(Oliemans et al., 1987) hydrodynamic lifting. The theory ported in industrial pipelines. The liquid–liquid pressure
requires the knowledge of the wavy interface shape and is drop behavior is related to the superficial velocities of the
not easily applied for practical purposes. A two-fluid model two phases and their configuration; results are compared
which is instead commonly used to predict pressure gradi- with empirical and theoretical models in the literature. Dis-
ent and holdup in liquid–liquid annular flows was devised cussion is made of the influence on the two-phase flow fea-
by Brauner (1991). The following year Brauner and Maron tures of the inlet mixer, the pipe material and its history;
(1992a) proposed a set of criteria for the transition between flow pattern maps are compiled for two different pipe
stratified, annular and dispersed flow patterns and tackled diameters displaying results from a large number of exper-
(1992b) the stability of stratified liquid–liquid flow. iments, together with clear pictures of the wide variety of
Recently Brauner developed a model for the dispersed flow flow configurations. A criterion for the location of bound-
regime (2001). aries between annular and stratified flow is provided. In
Angeli and Hewitt (1998) performed measurements on contrast with other criteria for the annular/stratified tran-
the flow of a low viscosity oil and tap water in two sition (Joseph et al., 1984, 1992b, 2001), the condition pre-
25.4-mm pipes of stainless steel and acrylic resin; they sented here arises only from experimental observation and
noticed a large difference between pressure gradients mea- does not include indications for the transition of different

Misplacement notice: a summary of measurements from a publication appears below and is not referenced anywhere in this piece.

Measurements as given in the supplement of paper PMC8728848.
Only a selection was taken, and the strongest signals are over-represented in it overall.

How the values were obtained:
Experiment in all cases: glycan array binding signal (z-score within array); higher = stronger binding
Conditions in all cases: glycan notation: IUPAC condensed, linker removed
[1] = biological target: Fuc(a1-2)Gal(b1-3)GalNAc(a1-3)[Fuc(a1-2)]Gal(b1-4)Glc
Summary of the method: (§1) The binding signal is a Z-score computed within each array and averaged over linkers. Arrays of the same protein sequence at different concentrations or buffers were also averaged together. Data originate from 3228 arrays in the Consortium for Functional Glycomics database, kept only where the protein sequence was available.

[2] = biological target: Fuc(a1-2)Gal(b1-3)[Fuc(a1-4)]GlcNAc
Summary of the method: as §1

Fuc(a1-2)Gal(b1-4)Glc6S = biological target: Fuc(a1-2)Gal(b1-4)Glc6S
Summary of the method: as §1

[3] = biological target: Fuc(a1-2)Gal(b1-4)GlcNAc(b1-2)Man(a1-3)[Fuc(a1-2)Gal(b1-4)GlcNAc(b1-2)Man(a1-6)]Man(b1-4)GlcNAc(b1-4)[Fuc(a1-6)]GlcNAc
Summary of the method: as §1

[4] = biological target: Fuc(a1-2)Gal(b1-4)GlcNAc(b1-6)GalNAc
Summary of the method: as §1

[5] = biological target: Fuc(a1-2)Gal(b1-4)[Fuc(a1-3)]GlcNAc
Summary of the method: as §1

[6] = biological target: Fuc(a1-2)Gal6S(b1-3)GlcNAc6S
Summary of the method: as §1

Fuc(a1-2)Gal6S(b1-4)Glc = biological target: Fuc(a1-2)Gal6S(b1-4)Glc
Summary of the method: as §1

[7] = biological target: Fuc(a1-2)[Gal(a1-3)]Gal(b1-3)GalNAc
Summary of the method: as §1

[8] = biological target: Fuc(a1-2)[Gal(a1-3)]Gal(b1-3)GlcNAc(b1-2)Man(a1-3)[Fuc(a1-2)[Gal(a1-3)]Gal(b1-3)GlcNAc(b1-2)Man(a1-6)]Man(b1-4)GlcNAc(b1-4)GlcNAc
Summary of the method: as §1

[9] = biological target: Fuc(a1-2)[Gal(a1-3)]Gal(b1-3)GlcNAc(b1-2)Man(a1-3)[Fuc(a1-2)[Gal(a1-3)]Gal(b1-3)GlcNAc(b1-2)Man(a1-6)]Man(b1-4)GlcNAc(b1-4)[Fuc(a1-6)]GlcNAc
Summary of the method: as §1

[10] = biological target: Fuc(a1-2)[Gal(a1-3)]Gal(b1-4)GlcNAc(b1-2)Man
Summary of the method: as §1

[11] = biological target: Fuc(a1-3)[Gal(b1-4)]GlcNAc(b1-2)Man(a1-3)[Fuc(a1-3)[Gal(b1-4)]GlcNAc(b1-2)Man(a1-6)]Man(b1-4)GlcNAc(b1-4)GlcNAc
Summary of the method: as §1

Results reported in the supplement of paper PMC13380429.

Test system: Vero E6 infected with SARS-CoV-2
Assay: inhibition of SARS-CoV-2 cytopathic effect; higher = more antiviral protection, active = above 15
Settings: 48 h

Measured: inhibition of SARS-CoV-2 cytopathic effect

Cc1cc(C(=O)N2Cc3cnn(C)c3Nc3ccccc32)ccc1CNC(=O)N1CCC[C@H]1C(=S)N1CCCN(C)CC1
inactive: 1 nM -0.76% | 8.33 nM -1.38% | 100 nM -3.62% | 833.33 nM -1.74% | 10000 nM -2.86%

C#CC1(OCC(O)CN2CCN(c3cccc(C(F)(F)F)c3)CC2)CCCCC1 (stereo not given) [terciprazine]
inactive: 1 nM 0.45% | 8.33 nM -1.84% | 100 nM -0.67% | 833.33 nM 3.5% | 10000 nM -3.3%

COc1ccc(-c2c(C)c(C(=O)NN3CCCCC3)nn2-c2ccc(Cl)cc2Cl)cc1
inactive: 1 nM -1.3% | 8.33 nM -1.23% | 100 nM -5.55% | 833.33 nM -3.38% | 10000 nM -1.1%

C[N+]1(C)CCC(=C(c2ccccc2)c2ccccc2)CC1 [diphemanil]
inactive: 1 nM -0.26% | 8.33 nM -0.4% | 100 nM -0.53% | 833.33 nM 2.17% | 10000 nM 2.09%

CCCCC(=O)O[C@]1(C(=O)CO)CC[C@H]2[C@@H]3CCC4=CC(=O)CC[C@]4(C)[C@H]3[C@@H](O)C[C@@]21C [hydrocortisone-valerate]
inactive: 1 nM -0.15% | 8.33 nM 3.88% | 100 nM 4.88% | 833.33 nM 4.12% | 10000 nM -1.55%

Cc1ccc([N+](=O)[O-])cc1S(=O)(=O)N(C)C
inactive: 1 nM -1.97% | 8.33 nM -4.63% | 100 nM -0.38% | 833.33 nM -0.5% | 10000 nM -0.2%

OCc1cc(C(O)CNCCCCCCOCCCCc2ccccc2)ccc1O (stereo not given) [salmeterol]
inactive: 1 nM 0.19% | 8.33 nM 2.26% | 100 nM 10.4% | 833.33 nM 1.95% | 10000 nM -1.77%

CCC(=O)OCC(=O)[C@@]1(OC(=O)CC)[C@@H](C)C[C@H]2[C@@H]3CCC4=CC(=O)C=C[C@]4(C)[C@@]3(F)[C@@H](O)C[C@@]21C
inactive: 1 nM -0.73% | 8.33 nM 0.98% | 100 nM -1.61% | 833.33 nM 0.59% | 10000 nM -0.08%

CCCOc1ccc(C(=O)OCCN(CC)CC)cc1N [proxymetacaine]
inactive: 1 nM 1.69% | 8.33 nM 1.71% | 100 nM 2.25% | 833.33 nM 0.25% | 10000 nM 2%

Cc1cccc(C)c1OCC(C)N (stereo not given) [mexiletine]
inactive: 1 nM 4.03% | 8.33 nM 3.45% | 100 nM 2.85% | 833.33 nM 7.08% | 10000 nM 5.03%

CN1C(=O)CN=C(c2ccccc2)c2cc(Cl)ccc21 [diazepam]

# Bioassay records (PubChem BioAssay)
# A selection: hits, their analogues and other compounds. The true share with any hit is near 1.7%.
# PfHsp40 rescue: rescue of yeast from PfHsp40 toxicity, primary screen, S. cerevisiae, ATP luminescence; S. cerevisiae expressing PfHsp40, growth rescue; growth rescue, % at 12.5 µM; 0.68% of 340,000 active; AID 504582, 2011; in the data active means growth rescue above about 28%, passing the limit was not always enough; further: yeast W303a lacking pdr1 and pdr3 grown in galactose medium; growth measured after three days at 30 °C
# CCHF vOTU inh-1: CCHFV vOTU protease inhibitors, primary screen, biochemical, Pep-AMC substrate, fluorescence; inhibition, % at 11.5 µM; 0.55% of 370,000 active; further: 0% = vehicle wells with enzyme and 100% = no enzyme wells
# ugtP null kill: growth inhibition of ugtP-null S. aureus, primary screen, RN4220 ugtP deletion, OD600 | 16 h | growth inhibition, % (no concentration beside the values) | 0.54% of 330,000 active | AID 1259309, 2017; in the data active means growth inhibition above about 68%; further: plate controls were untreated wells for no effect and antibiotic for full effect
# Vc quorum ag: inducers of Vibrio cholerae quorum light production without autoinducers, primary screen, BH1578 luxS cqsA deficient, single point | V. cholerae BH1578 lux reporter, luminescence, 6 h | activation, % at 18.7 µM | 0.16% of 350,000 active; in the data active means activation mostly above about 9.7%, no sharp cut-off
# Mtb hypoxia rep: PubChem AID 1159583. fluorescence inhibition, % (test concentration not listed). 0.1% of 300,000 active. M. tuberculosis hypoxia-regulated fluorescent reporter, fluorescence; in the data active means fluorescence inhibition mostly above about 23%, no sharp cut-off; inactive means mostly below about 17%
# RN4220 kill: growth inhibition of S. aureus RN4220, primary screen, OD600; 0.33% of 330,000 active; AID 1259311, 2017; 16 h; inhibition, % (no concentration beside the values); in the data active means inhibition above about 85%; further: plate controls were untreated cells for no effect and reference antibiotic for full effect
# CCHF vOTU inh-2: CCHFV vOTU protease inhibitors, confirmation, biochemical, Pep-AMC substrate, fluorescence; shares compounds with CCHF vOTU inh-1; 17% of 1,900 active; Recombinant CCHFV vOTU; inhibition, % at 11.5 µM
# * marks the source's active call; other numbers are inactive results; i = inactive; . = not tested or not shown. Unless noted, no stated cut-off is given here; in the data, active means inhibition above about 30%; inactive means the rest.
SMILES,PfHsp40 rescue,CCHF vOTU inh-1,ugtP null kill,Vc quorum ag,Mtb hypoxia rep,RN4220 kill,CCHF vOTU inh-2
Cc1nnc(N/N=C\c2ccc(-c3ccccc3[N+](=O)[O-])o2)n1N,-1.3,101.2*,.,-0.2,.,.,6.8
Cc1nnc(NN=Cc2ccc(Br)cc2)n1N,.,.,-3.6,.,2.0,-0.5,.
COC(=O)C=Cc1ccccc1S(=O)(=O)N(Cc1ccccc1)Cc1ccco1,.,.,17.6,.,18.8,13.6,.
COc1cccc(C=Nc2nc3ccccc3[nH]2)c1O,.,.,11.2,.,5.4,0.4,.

sured in the two pipes and ascribed the effect to different wet- fluids over a very wide range of diameters. However the
tability characteristics of the pipe walls. Also flow patterns use of the suggested condition in applications is viable,
were found to be substantially dependent on the pipe mate- requiring only a preliminary test to be performed using
rial, the flow structure being investigated through video the same fluids. This would ensure an accurate indication
recording and the use of a high frequency impedance probe of the most suitable flow parameters for lubricated trans-
(Angeli and Hewitt, 2000). The flow pattern maps provided portation of highly viscous liquids over a wide range of
by Angeli and Hewitt (2000) and Lovick and Angeli (2004) conditions.
and the transition criteria introduced by Brauner and
Maron (1992a) are compared by Chakrabarti et al. (2007) 2. Experimental apparatus
to their own map. This was compiled using quantitative indi-
cations coming from a newly designed, non-intrusive optical The experiments reported in this paper were performed
probe in a 25.4-mm Perspex pipe. The comparisons between in the two-phase thermo-fluid dynamics laboratory of the
maps in the papers by Angeli and Hewitt (2000) and Chak- Politecnico di Milano, in the liquid–liquid flow facility
rabarti et al. (2007) reveal a marked sensitivity of liquid– shown schematically in Fig. 1.
liquid flow results to the many experimental parameters.
When annular flow is used for the lubricated transporta-
tion of a highly viscous oil, the liquid–liquid system is more 2.1. Description of the test facility
conveniently operated far from the transition boundary
with the stratified flow. The reasons are twofold, first the Oil and water are pumped separately from their storage
pressure drop reduction is larger for higher oil flow rates tanks; in transit to the test section their flow rates are mea-
and second, the undesired occurrence of the transition to t c c
the stratified configuration would lead to a sharp increase f d m
in the pressure drop. The accurate and reliable prediction
of the transitional boundaries between annular flow and
the stratified configuration is therefore of recognized